• What’s the institution’s transfer credit policy? If you’ve already completed college coursework, look for colleges that will accept the credits you earned and apply them toward your degree. Understand the maximum number of credits you can transfer and evaluate how that will impact overall cost.
  • Will I have access to financial aid? When looking into financial aid options, make sure you understand if you must meet certain credit hour requirements to receive financial aid. Some types of aid require full-time student status, while others may only require part-time.
  • How long will it take to graduate? Look into a program’s time to graduation based on how many courses you complete each year. Most online colleges post the minimum time to graduation, which may or may not be possible for you depending on your schedule.

The best online colleges for working adults often aren’t the ones that cost the least. Instead, they’re the ones that offer the greatest value and return on your investment.

Find a Program With A Strong Reputation and Industry Connections

Graphic showing major signs of a solid online college

An online college should offer real-world opportunities. Whether you’re in the same city as the school or across the globe, an online college should be able to help you advance your career.

  • Make sure the college is accredited, especially regionally.
  • Look for online colleges with industry partnerships, strong ties to professional associations and dedicated career services. 
  • See if you can connect with alumni or businesses who can testify to the strength of the education.
  • Understand who sits on the institution’s advisory board and influences the strategic direction of the university

Choose Online Programs That Specialize In Serving Working Adults or Non-Traditional Students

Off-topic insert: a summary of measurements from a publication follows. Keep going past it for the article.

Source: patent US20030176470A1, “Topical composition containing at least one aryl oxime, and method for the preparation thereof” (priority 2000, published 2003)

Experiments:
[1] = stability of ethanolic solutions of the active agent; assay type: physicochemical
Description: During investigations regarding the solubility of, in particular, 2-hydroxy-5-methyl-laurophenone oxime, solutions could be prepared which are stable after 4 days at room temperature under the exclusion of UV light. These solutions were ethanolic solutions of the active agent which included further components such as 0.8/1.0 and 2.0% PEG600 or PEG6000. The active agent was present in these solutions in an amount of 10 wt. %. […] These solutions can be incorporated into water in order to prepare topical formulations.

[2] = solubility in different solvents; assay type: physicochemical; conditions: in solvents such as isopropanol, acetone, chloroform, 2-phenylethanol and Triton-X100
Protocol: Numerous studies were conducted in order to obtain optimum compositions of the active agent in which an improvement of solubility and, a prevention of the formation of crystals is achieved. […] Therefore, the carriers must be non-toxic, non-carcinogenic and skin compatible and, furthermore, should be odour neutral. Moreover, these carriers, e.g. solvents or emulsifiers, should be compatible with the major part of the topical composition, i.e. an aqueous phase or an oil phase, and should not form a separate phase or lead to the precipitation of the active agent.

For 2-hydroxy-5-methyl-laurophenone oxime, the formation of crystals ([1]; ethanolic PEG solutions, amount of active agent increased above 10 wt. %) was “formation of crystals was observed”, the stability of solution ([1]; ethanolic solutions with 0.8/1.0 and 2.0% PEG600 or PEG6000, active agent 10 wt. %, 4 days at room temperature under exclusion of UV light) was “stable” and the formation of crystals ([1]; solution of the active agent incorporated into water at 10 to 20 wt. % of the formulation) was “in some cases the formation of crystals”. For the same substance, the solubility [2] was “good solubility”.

Not all online colleges are created equal when it comes to serving working adults. Online colleges that are built for working professionals should understand your unique needs, challenges and goals. Make sure you look into more than what a college says—but what they do. An online college that specializes in adult education should be:

Understanding: They should recognize your unique circumstances and how they can best serve you as an individual.
Responsive: They should be readily available to answer your questions and provide easy access to people, information and resources.
Dedicated: They should have a wealth of success stories and a demographic of students that speaks to their focus on working professionals.

Choose Confidently—Find The Right Program For You

Now you know how to evaluate the best online colleges for working adults. But remember: you’re not just looking for the best online college, you’re looking for the best online college for you. Your education goals, schedule and career aspirations should always come first when deciding on an online degree.

See why Franklin University is purpose built to meet the needs of working adults and see if we offer the right online degree program for you.